One area refers to practical steps that parents can take to prevent their child from wandering off in the woods and getting lost, and the second has to do with the child’s attitude.

Regarding the practical steps, suggest to the parents that they purchase some brightly colored forestry tape (“flagging”), available at many sporting goods stores and other retail outlets (e.g., Canadian Tire).

When the family goes camping, the parent can use the tape to mark off a clearly visible perimeter, beyond which the child is instructed not to travel without an adult.

Families who live near wooded areas can engage in a similar activity around their homes. As the child grows and becomes increasingly familiar with the area inside the tape, the perimeter can be extended.

A related activity, which should be recommended, is that the parent take the child for a walk (it could be the same time as the perimeter is being set up) and engage the child in building a survival bed.

The child should be allowed to pick the “best spot” (an open space), and to gather sufficient boughs and leaves to make the bed (advise the parents not to chop down any branches, as the child will not have this advantage should he ever need to make a survival bed).

The parent can pretend to “tuck” the child into his new bed. This will likely be an enjoyable activity and will help ensure that the child will remember this important step should they ever become lost.

This is a skills-oriented approach to prevention. An alternative approach, one which is found in many families who live near wooded areas, is a policy of avoidance.

That is, children are instructed (usually quite ominously) not to go into the woods at all.

This policy is comparable to telling children who live by the sea not to go near the water, for fear of drowning, rather than teaching them to swim.

Children who are kept out of the forest, through parental fears of their becoming lost, are being deprived of an educational experience and an aesthetically pleasing place to play.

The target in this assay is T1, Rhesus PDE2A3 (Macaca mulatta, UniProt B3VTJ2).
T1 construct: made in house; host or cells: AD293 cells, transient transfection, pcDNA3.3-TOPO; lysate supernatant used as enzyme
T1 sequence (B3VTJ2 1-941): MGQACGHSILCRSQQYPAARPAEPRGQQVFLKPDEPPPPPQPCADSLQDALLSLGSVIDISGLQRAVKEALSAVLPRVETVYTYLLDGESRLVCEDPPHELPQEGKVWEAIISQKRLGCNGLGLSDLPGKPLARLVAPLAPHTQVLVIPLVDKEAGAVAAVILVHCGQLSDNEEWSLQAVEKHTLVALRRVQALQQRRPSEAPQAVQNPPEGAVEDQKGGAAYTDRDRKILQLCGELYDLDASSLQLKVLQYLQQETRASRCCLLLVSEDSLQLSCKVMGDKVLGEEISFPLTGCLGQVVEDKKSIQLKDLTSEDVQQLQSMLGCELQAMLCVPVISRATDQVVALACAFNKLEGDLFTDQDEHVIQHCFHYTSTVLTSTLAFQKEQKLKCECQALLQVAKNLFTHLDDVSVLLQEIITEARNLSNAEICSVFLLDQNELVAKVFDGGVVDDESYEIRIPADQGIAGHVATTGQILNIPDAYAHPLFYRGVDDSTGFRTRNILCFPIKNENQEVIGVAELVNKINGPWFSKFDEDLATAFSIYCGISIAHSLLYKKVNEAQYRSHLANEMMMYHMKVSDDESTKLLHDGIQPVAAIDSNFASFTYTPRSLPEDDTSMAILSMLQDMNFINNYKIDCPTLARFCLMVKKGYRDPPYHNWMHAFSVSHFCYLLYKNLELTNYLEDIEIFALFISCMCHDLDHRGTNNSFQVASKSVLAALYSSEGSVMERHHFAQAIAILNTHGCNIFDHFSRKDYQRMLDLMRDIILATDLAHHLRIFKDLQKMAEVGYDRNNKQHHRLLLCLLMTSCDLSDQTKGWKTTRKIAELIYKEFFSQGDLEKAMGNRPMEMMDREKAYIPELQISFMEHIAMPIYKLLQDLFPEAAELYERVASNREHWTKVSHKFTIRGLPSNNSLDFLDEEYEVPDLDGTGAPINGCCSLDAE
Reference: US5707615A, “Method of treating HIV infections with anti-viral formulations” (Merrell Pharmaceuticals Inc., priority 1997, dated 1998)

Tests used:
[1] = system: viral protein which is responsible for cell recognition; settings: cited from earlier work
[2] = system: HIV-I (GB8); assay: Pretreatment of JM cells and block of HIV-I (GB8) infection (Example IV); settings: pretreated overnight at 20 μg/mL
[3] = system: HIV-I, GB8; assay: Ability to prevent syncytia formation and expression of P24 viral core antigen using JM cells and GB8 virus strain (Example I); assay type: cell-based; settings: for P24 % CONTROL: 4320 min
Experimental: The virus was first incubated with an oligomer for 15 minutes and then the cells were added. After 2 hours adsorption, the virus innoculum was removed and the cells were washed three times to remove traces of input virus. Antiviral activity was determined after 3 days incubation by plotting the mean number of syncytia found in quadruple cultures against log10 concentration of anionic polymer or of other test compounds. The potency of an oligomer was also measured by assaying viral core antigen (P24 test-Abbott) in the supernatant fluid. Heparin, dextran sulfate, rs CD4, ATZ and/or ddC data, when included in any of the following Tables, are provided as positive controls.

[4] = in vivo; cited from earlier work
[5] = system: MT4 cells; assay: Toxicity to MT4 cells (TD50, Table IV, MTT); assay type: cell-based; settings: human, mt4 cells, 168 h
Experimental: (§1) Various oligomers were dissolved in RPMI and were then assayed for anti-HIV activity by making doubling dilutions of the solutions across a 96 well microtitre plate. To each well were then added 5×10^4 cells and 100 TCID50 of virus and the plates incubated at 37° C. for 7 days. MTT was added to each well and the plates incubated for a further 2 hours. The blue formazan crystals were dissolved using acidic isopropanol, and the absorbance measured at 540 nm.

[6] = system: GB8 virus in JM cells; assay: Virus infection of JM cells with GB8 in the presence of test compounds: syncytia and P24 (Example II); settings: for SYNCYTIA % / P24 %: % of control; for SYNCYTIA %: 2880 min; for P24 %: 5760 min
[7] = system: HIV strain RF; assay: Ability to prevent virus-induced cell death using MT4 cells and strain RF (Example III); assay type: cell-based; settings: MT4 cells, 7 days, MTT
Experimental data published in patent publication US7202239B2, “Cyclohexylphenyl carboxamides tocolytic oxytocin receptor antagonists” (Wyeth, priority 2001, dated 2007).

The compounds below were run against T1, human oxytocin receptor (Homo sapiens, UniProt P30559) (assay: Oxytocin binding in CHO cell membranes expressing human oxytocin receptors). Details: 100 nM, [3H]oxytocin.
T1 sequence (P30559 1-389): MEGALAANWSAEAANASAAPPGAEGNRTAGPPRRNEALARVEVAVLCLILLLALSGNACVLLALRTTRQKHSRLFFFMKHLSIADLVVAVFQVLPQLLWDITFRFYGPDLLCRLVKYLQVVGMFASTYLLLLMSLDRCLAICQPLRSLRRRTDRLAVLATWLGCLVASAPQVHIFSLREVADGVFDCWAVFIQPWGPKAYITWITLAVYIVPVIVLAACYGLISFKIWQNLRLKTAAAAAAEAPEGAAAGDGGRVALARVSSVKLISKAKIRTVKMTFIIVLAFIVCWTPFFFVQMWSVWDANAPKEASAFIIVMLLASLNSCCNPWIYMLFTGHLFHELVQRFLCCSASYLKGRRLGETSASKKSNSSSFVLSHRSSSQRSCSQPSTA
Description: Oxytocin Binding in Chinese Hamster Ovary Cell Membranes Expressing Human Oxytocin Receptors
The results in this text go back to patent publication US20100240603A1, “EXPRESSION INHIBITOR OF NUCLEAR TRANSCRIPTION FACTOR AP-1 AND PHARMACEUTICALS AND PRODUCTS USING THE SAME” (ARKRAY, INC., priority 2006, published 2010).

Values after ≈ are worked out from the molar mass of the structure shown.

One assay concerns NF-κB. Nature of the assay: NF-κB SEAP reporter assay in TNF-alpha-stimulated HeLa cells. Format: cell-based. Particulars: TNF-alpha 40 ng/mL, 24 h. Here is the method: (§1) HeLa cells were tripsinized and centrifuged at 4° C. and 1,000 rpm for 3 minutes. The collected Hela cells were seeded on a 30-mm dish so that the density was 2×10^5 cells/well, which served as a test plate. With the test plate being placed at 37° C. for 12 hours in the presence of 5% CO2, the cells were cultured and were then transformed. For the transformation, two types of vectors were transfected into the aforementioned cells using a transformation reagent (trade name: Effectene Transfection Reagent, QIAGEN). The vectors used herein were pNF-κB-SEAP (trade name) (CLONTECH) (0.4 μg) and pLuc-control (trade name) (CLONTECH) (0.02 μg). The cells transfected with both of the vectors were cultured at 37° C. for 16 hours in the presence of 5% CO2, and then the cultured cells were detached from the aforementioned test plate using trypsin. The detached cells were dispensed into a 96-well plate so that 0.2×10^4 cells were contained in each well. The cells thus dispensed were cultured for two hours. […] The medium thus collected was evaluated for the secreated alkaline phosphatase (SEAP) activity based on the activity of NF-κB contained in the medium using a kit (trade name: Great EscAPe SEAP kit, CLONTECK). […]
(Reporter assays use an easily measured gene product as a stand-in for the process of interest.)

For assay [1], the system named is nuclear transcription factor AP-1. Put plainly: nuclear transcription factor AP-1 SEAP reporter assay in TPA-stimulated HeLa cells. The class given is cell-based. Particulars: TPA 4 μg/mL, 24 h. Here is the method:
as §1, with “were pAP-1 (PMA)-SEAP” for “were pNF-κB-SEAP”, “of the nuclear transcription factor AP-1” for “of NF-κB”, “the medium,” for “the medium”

What is worse, they are totally unprepared, both emotionally and practically, in the event that they should wander into the woods anyway, despite parental admonitions.

No parent realistically expects their child to mind them 100% of the time. However, parents whose children have received woodsproofing, and who live near wooded areas, should be less apprehensive about the consequences of their child straying beyond the perimeter.

Other ways that parents can prepare their children for the woods include always ensuring that the child has adequate protection from hypothermia. The point should be made that hypothermia kills many more people in fair but wet weather than in cold weather.

There are many types of compact windbreakers and plastic sheets that fit into pouches; these can easily be slipped into a pocket or a backpack. The low-budget version is a large, orange garbage bag, which provides an instant portable tent (the child can poke a hole to see out).

Children should also be provided with a whistle, hanging from a lanyard around the neck, with instructions to blow three times if they need help (and only then).

Children can also be provided with high-calorie foods, such as dried fruit or candy, a provision which few children will object to carrying.

Unfortunately, many children will likely consume these “emergency” supplies at their first opportunity.

As important as these skills and provisions are to the child’s survival, the most important thing a parent can do is to facilitate in their child the appropriate attitude toward being lost.

Recall that, coincidentally with the parental discussion, the children are being told that their parents will not be angry at them if they become lost and will not punish them when they’re found.

We would be irresponsible to assume that this will always be true, and to let it go at that. A major objective of the parental discussion is to ensure that the parents understand that, if they need someone to blame, it is the parents’ fault if the child gets lost – not the child’s.